Originally published May 11th, 2015
I’d heard the skies singing with its praises for years before I finally got the opportunity to read this book. If it wasn’t non-fiction I would describe it as having a cult following, and maybe it does among scientists. The foreword in this edition is by Neil deGrasse Tyson, who is probably the coolest guy I’ve never met. So I had pretty high expectations for it, and for the most part it met them. I’m discovering that I want my non-fiction books to be very linear and direct; I want the line of knowledge and discovery and mistakes to start at the beginning and trundle along until the end. Side trips are acceptable, shaking up the timeline is not. But that’s not really the way Sagan writes. He’ll start at one point and wander forwards and back in that general area before hopping over to something different. Maybe he’ll come back later. Maybe he won’t. So if you don’t have a decent grasp of the timeline before you start out it can be challenging to keep everything straight in your head. The other part I had a tough time with was the math. I haven’t dealt with any theoretical math, algebra, or proofs since I was in high school. I don’t remember Kepler’s laws of planetary motion, if indeed I ever learned them. Sagan discusses them all, in detail, along with how Kepler discovered them. Which was useful. He also includes two appendices: “Reductio ad Absurdum and the Square Root of Two,” and “The Five Pythagorean Solids.” They’re both discussed in other chapters but not in the level of detail the appendices provide. They are pretty complex. Fascinating, but complex. Speaking as someone who hasn’t done algebra for over a decade, even reading step by step I had a tough time following the math. I just can’t quite remember how to make 2 E/r – E + 2 E/n = 2 into 1/n + 1/r = 1/2 + 1/E, even knowing I’m dividing both sides by 2 E. Maybe if I took the extra time to sit down and write it all out? When he says 2 E/r is that 2(E/r) or (2E)/r? Because they’re not the same! I’m guessing it’s the latter, based on the result in the next step, but speaking as someone who doesn’t do a whole lot of algebra anymore it’s not printed out as clearly as it could be. I mean, what if someone wants to try this at home?
Then again, maybe I’m being alarmist. It’s just an appendix.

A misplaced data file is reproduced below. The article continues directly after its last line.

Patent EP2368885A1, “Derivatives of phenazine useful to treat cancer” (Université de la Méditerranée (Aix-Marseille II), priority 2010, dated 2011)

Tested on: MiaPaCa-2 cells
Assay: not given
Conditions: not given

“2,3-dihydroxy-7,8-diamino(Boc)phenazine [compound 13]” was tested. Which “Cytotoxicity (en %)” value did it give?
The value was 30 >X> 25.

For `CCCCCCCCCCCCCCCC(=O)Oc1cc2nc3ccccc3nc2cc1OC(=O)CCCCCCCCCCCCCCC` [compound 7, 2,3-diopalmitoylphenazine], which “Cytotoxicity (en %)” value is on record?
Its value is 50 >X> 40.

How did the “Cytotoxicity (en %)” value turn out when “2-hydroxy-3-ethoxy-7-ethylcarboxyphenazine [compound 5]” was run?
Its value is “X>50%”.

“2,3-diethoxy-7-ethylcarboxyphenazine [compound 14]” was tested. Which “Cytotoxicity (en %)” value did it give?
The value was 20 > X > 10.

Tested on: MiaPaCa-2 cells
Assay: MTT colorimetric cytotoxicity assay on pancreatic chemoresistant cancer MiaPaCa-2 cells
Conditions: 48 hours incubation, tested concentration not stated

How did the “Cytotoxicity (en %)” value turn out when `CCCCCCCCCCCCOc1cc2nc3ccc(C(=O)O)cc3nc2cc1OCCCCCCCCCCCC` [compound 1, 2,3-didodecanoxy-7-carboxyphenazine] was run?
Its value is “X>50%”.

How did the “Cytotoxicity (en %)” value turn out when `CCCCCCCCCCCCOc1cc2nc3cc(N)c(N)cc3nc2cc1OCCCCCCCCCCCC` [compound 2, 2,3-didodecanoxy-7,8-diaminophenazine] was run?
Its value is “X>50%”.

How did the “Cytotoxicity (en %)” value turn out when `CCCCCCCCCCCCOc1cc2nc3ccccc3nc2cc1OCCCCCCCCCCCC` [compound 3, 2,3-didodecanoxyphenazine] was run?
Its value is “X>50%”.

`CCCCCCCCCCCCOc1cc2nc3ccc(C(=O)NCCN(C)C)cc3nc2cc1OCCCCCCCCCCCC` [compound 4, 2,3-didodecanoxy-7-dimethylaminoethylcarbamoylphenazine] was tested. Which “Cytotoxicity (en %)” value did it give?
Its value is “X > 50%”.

Most of Sagan’s side trips are fascinating. I wouldn’t have expected to learn about Champollion making the breakthrough that finally allowed scholars to decipher Egyptian hieroglyphics, but it was in here. Sagan uses it as a metaphor for communicating with an alien civilization, to give us an idea of the difficulties we could face if we ever got the chance to do it, but also to prove that it could be possible. Just start by looking for patterns. The human brain excels at finding patterns. The thought that we may one day use that skill to allow us to decipher the language of an alien civilization and communicate with them is extravagantly exciting. Even if the chances that it will be in my lifetime are slim to none. Sagan holds out a lot of hope for the future of the human race, and his desire to explore and discover is contagious. It’s heart-breaking to read Cosmos knowing the funding for NASA has been obliterated, in part because of Sagan’s insistence that spectacular, ground-breaking discoveries about the nature of the universe aren’t that expensive, compared to the funding given to the defense budget, and that every science dollar spent will come back to us sevenfold. (363) He makes clear his belief that if we continue down the path we’re on we may destroy ourselves. His final point is that we can either focus on nuclear and conventional weaponry, or space. Not both. That’s a complicated issue, and it’s not going to be an easy decision to make. If we fund science at the expense of defensive and offensive weaponry, will we be able to protect ourselves? What does protection mean in an age of nuclear bombs? If we fund defense at the expense of science, will we make the kind of progress needed to solve the looming problems of the global future? Will we have a planet left to explore from? Or will we suddenly discover we’re going to space whether we’re ready or not, because while we were busy building bombs the world melted beneath us? Can we break the barriers between our countries, unite our leaders and our scientists, and work together for a common goal? Can’t we all just get along?